Western European populations are being encouraged to reconsider their diets in light of population growth and the associated intensification of farming systems. In addition, health concerns associated with diets high in sugar, salt and saturated fat are stimulating interest in alternative foods. Including insects in human diets may be one option to help feed a growing population more sustainably, but it comes with its own challenges. This paper reflects on a pilot project introducing edible insects into primary and secondary schools in Wales, UK. Using Bakhtin’s concept of the carnivalesque as a lens for reflection, the difficulties of introducing a novel food are considered and we provide an insight into how more sustainable, fringe practices may be framed in ways that allow them to be normalised.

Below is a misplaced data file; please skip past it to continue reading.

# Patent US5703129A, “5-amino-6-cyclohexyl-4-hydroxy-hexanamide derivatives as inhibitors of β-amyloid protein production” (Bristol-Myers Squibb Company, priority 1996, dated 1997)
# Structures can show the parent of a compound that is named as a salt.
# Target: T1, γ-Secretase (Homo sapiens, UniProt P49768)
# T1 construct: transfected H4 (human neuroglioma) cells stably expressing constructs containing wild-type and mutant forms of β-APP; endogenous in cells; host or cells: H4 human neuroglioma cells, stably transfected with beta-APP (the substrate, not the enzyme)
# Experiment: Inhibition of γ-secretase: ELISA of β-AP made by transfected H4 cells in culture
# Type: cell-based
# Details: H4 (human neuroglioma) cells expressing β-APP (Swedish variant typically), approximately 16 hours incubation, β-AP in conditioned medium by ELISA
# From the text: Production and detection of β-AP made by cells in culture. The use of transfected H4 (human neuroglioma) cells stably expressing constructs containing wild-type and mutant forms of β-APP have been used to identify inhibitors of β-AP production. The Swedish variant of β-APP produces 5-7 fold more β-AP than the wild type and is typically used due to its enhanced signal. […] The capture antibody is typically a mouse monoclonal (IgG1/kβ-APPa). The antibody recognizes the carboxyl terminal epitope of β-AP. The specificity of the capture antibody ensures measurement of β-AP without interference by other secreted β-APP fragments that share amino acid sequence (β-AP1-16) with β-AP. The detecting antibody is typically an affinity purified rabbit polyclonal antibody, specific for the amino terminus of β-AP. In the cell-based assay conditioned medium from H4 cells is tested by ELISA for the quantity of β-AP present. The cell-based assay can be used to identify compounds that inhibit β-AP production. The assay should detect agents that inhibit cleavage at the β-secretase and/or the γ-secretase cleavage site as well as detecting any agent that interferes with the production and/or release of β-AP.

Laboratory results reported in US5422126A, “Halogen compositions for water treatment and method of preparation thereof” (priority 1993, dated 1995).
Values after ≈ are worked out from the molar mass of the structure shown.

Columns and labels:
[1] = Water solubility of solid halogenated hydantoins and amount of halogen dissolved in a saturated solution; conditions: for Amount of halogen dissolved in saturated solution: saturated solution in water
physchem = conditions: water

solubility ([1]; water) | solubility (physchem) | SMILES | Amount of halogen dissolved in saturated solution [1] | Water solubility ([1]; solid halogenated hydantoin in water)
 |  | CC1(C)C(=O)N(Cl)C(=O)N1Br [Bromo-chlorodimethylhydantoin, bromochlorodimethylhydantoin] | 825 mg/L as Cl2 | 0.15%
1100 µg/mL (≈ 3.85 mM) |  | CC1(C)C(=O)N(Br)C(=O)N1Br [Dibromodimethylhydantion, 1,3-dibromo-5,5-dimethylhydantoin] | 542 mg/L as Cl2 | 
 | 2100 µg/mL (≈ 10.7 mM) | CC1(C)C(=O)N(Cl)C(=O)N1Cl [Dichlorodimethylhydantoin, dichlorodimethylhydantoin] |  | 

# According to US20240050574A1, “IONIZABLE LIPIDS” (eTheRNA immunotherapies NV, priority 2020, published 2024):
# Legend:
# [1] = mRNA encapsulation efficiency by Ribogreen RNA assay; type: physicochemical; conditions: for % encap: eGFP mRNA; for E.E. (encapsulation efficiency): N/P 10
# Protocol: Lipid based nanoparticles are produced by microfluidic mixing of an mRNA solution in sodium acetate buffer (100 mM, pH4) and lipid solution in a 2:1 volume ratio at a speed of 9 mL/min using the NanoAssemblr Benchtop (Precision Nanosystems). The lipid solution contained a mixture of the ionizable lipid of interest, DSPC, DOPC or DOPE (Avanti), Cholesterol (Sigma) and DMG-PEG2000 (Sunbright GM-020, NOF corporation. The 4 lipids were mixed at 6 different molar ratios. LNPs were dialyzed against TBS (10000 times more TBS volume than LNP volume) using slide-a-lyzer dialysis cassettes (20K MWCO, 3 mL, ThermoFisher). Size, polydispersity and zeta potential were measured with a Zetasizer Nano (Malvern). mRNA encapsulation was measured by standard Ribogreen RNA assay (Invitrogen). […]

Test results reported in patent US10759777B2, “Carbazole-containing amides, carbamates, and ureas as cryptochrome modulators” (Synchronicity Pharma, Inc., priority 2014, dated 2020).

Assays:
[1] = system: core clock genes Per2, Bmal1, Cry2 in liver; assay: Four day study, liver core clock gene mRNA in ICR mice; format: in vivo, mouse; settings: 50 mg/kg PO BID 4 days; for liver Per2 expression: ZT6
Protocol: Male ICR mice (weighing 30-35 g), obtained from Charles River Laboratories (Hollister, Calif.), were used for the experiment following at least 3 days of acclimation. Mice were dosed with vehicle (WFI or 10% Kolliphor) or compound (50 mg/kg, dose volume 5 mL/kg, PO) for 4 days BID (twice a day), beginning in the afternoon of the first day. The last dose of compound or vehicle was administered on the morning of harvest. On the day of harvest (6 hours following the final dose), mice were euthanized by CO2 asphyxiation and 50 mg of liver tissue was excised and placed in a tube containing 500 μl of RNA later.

Beynon, S., Benyon, S., & Jones, V. (in press). Edible insects: Applying Bakhtin’s carnivalesque to understand how education practices can help transform young people’s eating habits. Children's Geographies, https://doi.org/10.1080/14733285.2020.1718608